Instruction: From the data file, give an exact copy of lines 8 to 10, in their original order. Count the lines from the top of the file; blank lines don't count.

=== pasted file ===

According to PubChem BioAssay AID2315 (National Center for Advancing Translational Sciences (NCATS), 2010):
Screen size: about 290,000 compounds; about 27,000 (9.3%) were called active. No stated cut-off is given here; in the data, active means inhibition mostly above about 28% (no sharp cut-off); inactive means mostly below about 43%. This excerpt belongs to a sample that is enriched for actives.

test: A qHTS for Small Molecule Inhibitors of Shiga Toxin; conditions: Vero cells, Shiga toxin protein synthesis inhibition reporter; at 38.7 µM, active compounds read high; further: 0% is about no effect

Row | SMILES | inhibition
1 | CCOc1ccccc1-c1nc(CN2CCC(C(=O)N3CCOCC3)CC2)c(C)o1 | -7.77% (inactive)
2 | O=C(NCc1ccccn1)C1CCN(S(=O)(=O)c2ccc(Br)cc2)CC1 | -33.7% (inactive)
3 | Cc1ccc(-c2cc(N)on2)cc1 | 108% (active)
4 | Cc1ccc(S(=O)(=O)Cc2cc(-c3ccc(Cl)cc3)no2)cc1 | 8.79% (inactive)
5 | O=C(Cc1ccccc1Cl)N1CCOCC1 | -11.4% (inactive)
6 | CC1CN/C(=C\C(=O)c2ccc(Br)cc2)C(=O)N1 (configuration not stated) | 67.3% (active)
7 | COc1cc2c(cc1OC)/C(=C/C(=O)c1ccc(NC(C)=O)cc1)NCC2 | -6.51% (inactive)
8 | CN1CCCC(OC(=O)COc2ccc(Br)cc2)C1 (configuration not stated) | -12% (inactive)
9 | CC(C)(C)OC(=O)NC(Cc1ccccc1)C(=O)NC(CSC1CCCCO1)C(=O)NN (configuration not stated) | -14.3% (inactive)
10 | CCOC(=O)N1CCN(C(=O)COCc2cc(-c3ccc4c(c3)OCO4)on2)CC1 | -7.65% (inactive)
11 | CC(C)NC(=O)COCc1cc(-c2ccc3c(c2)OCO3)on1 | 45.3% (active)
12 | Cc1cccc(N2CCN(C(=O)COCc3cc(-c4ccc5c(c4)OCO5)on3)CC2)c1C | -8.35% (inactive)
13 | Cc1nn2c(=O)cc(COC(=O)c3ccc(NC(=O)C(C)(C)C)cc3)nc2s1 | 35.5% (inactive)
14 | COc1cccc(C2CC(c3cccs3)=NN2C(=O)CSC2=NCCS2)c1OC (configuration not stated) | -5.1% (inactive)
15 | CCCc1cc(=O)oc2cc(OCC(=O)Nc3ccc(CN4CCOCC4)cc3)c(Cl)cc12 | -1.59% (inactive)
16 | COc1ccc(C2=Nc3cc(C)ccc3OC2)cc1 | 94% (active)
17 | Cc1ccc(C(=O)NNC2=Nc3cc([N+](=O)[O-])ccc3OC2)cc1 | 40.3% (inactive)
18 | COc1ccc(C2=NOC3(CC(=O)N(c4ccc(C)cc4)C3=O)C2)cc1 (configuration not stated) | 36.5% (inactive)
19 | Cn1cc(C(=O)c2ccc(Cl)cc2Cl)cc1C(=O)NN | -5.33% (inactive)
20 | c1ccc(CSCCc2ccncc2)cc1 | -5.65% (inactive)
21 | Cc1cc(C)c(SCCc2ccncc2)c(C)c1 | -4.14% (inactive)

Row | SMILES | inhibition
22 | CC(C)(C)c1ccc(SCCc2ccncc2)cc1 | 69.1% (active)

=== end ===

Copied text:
4 | Cc1ccc(S(=O)(=O)Cc2cc(-c3ccc(Cl)cc3)no2)cc1 | 8.79% (inactive)
5 | O=C(Cc1ccccc1Cl)N1CCOCC1 | -11.4% (inactive)
6 | CC1CN/C(=C\C(=O)c2ccc(Br)cc2)C(=O)N1 (configuration not stated) | 67.3% (active)